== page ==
Henry VI, part 3, by William Shakespeare

Act IV

Scene I. London. The palace.

Enter Gloucester, Clarence, Somerset, and Montague

Gloucester Now tell me, brother Clarence, what think you
Of this new marriage with the Lady Grey?
Hath not our brother made a worthy choice?

Clarence Alas, you know, ’tis far from hence to France;
How could he stay till Warwick made return?

Somerset My lords, forbear this talk; here comes the king.

Gloucester And his well-chosen bride.

Clarence I mind to tell him plainly what I think.

Flourish. Enter King Edward IV, attended; Queen Elizabeth, Pembroke, Stafford, Hastings, and others

King Edward IV Now, brother of Clarence, how like you our choice,
That you stand pensive, as half malcontent?

Clarence As well as Lewis of France, or the Earl of Warwick,
Which are so weak of courage and in judgment
That they’ll take no offence at our abuse.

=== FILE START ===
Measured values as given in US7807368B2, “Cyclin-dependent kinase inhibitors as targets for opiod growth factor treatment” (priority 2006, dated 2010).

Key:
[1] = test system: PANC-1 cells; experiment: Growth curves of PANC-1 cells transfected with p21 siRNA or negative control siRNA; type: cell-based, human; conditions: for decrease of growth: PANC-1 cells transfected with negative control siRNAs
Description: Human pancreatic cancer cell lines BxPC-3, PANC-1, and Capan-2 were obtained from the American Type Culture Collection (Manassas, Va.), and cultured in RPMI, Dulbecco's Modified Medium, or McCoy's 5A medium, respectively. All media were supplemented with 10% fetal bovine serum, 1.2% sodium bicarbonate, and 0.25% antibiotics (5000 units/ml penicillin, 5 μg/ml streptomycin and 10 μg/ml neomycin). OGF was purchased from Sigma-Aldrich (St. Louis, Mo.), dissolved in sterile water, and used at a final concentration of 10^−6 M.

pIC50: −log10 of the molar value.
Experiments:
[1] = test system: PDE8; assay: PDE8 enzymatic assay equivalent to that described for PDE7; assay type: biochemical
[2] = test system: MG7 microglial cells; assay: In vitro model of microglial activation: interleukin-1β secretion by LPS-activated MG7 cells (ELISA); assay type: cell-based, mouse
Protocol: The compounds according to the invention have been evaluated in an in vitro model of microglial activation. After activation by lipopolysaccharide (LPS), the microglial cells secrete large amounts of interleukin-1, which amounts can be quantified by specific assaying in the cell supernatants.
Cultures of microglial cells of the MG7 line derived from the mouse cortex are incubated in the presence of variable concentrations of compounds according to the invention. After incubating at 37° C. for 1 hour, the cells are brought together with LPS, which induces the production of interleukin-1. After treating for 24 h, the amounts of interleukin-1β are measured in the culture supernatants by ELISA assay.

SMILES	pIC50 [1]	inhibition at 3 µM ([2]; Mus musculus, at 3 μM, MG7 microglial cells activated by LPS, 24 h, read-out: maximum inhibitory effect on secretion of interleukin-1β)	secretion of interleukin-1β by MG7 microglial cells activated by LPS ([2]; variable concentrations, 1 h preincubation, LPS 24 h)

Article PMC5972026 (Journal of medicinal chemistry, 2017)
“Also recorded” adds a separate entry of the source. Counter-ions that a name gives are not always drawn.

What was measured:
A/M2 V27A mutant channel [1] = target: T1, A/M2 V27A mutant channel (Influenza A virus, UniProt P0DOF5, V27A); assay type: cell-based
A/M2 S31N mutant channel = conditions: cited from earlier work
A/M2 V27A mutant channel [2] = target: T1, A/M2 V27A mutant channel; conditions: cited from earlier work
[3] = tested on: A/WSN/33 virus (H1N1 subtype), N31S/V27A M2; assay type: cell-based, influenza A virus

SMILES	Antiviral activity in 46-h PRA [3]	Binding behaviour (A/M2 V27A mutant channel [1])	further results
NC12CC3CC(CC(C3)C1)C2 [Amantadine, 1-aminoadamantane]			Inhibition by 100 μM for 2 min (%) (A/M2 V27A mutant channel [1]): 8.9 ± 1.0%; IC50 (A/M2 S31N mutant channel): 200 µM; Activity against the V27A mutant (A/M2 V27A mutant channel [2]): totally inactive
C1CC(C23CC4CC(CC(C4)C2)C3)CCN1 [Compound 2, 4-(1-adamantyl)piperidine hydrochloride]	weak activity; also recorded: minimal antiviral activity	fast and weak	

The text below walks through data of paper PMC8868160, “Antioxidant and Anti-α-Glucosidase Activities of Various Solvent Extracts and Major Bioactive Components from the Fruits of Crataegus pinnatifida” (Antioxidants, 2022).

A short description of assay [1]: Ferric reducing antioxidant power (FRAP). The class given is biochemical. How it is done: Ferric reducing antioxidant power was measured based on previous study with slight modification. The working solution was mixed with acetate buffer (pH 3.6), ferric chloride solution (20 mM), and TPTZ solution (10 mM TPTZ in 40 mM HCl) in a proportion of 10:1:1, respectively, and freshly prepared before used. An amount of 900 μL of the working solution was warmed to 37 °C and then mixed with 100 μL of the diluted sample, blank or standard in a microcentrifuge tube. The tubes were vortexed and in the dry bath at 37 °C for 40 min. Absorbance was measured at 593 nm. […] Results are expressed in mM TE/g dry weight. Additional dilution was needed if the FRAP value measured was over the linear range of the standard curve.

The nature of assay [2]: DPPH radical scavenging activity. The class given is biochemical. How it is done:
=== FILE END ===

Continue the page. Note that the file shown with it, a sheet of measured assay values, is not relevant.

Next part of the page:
King Edward IV Suppose they take offence without a cause,
They are but Lewis and Warwick: I am Edward,
Your king and Warwick’s, and must have my will.

Gloucester And shall have your will, because our king:
Yet hasty marriage seldom proveth well.

King Edward IV Yea, brother Richard, are you offended too?

Gloucester Not I:
No, God forbid that I should wish them sever’d
Whom God hath join’d together; ay, and ’twere pity
To sunder them that yoke so well together.

King Edward IV Setting your scorns and your mislike aside,
Tell me some reason why the Lady Grey
Should not become my wife and England’s queen.
And you too, Somerset and Montague,
Speak freely what you think.

Clarence Then this is mine opinion: that King Lewis
Becomes your enemy, for mocking him
About the marriage of the Lady Bona.

Gloucester And Warwick, doing what you gave in charge,
Is now dishonoured by this new marriage.

King Edward IV What if both Lewis and Warwick be appeased
By such invention as I can devise?

Montague Yet, to have join’d with France in such alliance
Would more have strengthen’d this our commonwealth
’Gainst foreign storms than any home-bred marriage.

Hastings Why, knows not Montague that of itself
England is safe, if true within itself?

Montague But the safer when ’tis back’d with France.

Hastings ’Tis better using France than trusting France:
Let us be back’d with God and with the seas
Which He hath given for fence impregnable,
And with their helps only defend ourselves;